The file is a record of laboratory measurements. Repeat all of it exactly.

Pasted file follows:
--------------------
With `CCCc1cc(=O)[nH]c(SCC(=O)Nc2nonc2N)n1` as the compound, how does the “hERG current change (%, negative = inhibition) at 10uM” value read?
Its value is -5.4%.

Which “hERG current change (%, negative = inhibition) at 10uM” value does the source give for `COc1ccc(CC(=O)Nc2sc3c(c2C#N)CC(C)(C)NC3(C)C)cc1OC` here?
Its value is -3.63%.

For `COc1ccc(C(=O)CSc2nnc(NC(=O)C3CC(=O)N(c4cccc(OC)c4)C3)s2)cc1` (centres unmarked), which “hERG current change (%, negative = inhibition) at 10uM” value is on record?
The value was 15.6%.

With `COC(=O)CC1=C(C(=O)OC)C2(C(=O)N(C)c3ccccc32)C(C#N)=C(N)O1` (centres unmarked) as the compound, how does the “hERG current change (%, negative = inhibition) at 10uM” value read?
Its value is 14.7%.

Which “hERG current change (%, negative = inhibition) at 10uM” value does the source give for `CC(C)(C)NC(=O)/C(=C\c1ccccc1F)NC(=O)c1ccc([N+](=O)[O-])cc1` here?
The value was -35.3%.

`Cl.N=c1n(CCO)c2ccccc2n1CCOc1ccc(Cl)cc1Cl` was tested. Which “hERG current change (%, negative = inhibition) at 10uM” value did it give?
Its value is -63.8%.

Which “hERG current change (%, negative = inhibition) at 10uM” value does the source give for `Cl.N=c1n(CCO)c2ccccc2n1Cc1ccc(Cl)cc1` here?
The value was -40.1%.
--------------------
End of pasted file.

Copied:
With `CCCc1cc(=O)[nH]c(SCC(=O)Nc2nonc2N)n1` as the compound, how does the “hERG current change (%, negative = inhibition) at 10uM” value read?
Its value is -5.4%.

Which “hERG current change (%, negative = inhibition) at 10uM” value does the source give for `COc1ccc(CC(=O)Nc2sc3c(c2C#N)CC(C)(C)NC3(C)C)cc1OC` here?
Its value is -3.63%.

For `COc1ccc(C(=O)CSc2nnc(NC(=O)C3CC(=O)N(c4cccc(OC)c4)C3)s2)cc1` (centres unmarked), which “hERG current change (%, negative = inhibition) at 10uM” value is on record?
The value was 15.6%.

With `COC(=O)CC1=C(C(=O)OC)C2(C(=O)N(C)c3ccccc32)C(C#N)=C(N)O1` (centres unmarked) as the compound, how does the “hERG current change (%, negative = inhibition) at 10uM” value read?
Its value is 14.7%.

Which “hERG current change (%, negative = inhibition) at 10uM” value does the source give for `CC(C)(C)NC(=O)/C(=C\c1ccccc1F)NC(=O)c1ccc([N+](=O)[O-])cc1` here?
The value was -35.3%.

`Cl.N=c1n(CCO)c2ccccc2n1CCOc1ccc(Cl)cc1Cl` was tested. Which “hERG current change (%, negative = inhibition) at 10uM” value did it give?
Its value is -63.8%.

Which “hERG current change (%, negative = inhibition) at 10uM” value does the source give for `Cl.N=c1n(CCO)c2ccccc2n1Cc1ccc(Cl)cc1` here?
The value was -40.1%.